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Armed to immobilize
8 10, 10:14pm
"Criminal getting killed or apprehended through threat of death from a victim or passer by not only prevents repeated attempts by that criminal, it creates deterrent for next one who would try."
Yes I agree that some times all go according to plan and you do manage to apprehend the aggressor without killing him. But my point was that I don't think those successses outweight the times when you end up with one dead person or even two (maybe I'm wrong though as I've got no idea about the frequency of both those events chances of happening).
Also yes it can creates deterrent for other people, but again, you're just looking at the bright side, it could also prompt the future agressors to carry more weapons and be more ready to use them when attempting this kind of offense because they know they could get caught or killed otherwise. Again, do the benefits outweight the losses ? This is not that obvious.
"While burglary is not as clear cut, I'm pretty sure that in cases of assault and rape you can't realistically say that not resisting is a better option."
On a purely utilitarian reasoning, I would argue that this is debatable only if you think that injuries or rape are worse than death (because every life is worth the same on an utilitarian PoV) otherwise it is not and killing your agressor by defending yourself has value only if the agressor intends to reiterate his offense/crime (which is not necessarily the case for every offense). That's why I made a special case that i called mass-murderer (maybe serial murderer would be a better name). Also I supposed that a crime that was not a murder attempt was not supposed to end up with someone dead but it is not necessarily the case. And there are a lot of cases you're omitting which are offences without violence in which case having a gun for self-defense has almost always negative utility.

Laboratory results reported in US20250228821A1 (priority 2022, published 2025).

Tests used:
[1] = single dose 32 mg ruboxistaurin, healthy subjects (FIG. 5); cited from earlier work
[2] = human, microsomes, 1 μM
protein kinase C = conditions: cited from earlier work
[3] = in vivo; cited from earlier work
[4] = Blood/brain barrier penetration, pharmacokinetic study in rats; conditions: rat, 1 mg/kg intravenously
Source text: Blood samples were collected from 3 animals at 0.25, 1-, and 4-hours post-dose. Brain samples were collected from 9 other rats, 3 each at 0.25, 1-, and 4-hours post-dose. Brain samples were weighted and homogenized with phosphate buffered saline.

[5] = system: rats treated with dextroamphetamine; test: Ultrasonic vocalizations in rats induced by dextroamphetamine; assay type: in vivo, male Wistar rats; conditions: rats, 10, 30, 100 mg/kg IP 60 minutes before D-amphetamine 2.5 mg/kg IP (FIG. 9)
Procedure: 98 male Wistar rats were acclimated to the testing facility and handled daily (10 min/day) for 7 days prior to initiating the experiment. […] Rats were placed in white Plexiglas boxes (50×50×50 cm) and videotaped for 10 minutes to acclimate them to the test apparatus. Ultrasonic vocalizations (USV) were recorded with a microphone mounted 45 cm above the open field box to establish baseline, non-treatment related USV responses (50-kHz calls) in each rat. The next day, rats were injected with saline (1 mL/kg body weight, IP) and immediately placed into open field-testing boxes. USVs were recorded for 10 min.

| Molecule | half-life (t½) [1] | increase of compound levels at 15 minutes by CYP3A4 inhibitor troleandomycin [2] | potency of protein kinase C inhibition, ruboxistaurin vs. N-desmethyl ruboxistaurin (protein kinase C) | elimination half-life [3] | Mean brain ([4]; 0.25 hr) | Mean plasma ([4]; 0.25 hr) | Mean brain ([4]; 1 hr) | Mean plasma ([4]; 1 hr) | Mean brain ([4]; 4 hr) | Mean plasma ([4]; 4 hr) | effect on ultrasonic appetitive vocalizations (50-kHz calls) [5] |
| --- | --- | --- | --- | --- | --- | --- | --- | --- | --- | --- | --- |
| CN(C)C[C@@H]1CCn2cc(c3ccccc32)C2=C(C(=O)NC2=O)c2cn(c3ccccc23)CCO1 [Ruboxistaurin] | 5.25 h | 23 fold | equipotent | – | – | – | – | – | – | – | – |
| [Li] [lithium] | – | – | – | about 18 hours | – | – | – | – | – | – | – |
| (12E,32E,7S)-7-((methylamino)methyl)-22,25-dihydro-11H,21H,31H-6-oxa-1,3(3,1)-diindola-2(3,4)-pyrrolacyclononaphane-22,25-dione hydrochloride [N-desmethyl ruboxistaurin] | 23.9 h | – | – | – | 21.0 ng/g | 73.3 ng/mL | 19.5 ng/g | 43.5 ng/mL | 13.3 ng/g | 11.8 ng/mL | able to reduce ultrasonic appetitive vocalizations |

NB: I don't know what your reference was supposed to prove but the table 20 only expands on household burglaries (I didn't have time to read the paper completely so I may have misread things) that have cases of violence which represents only 8% of the total of burglaries. On those 8%, only 10% of cases do end up with people with serious injuries so a little less than 1%, making my case all the more stronger, because it seems that non-violent offenses are the norm and violent ones the exception.
Ultimately I agree that it is debatable, but my main point was that it is not that easy to prove that self-defense with guns has a positive utility value because a lot (most of the time it would seem to me) of times it seems like it has a negative value in the big picture, the big question being if the positive examples outweight the negative ones, also it is probably dependent of your own moral system (do you think grave injury to be worse than death, do you believe every life to be of the same value...).
NB : Of course, it always has utility value on the individual level, but there is something in game theory that is called the "price of anarchy" which basically says that if every independent individual tries to maximize his own utility function, you end up with a less than optimal global utility. Classical examples include the prisonner's dilemma or traffic jams.